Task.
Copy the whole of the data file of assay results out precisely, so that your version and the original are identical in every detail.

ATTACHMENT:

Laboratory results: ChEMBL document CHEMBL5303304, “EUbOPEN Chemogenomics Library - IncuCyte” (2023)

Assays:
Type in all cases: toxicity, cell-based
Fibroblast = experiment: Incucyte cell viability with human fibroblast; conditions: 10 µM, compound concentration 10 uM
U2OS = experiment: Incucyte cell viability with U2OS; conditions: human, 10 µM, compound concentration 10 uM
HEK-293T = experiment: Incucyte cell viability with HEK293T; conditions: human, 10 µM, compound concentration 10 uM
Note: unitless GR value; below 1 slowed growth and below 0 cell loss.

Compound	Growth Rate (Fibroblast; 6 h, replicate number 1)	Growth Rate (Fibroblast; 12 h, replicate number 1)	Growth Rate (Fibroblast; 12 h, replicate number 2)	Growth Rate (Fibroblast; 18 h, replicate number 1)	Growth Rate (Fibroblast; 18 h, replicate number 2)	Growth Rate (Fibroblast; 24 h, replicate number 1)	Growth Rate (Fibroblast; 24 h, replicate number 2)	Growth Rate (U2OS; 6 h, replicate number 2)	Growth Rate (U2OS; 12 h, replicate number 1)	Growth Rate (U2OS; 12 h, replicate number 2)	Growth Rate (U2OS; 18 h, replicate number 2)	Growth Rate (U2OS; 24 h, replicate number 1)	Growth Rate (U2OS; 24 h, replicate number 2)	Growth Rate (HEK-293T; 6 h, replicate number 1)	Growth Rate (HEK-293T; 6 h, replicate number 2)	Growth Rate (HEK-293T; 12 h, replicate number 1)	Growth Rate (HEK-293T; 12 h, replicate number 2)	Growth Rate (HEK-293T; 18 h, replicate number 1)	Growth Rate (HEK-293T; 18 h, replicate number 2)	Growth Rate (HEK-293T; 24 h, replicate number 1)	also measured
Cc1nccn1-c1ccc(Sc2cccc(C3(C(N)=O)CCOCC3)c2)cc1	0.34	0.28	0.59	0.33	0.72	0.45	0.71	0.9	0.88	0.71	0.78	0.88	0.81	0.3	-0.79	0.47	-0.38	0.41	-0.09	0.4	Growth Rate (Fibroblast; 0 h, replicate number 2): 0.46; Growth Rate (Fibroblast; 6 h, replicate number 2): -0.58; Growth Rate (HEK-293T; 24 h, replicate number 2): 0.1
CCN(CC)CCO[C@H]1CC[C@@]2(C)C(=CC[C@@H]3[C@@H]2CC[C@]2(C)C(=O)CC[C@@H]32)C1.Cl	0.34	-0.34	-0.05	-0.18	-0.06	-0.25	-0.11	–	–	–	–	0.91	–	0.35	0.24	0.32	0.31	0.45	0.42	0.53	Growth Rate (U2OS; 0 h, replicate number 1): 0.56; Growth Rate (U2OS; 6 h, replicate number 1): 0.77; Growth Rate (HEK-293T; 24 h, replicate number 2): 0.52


Laboratory results: ChEMBL document CHEMBL5303304, “EUbOPEN Chemogenomics Library - IncuCyte” (2023)

Assays:
Type in all cases: toxicity, cell-based
Fibroblast = experiment: Incucyte cell viability with human fibroblast; conditions: 10 µM, compound concentration 10 uM
U2OS = experiment: Incucyte cell viability with U2OS; conditions: human, 10 µM, compound concentration 10 uM
HEK-293T = experiment: Incucyte cell viability with HEK293T; conditions: human, 10 µM, compound concentration 10 uM
Note: unitless GR value; below 1 slowed growth and below 0 cell loss.

Compound	Growth Rate (Fibroblast; 6 h, replicate number 1)	Growth Rate (Fibroblast; 12 h, replicate number 1)	Growth Rate (Fibroblast; 12 h, replicate number 2)	Growth Rate (Fibroblast; 18 h, replicate number 1)	Growth Rate (Fibroblast; 18 h, replicate number 2)	Growth Rate (Fibroblast; 24 h, replicate number 1)	Growth Rate (Fibroblast; 24 h, replicate number 2)	Growth Rate (U2OS; 6 h, replicate number 2)	Growth Rate (U2OS; 12 h, replicate number 1)	Growth Rate (U2OS; 12 h, replicate number 2)	Growth Rate (U2OS; 18 h, replicate number 2)	Growth Rate (U2OS; 24 h, replicate number 1)	Growth Rate (U2OS; 24 h, replicate number 2)	Growth Rate (HEK-293T; 6 h, replicate number 1)	Growth Rate (HEK-293T; 6 h, replicate number 2)	Growth Rate (HEK-293T; 12 h, replicate number 1)	Growth Rate (HEK-293T; 12 h, replicate number 2)	Growth Rate (HEK-293T; 18 h, replicate number 1)	Growth Rate (HEK-293T; 18 h, replicate number 2)	Growth Rate (HEK-293T; 24 h, replicate number 1)	also measured
Cc1nccn1-c1ccc(Sc2cccc(C3(C(N)=O)CCOCC3)c2)cc1	0.34	0.28	0.59	0.33	0.72	0.45	0.71	0.9	0.88	0.71	0.78	0.88	0.81	0.3	-0.79	0.47	-0.38	0.41	-0.09	0.4	Growth Rate (Fibroblast; 0 h, replicate number 2): 0.46; Growth Rate (Fibroblast; 6 h, replicate number 2): -0.58; Growth Rate (HEK-293T; 24 h, replicate number 2): 0.1
CCN(CC)CCO[C@H]1CC[C@@]2(C)C(=CC[C@@H]3[C@@H]2CC[C@]2(C)C(=O)CC[C@@H]32)C1.Cl	0.34	-0.34	-0.05	-0.18	-0.06	-0.25	-0.11	–	–	–	–	0.91	–	0.35	0.24	0.32	0.31	0.45	0.42	0.53	Growth Rate (U2OS; 0 h, replicate number 1): 0.56; Growth Rate (U2OS; 6 h, replicate number 1): 0.77; Growth Rate (HEK-293T; 24 h, replicate number 2): 0.52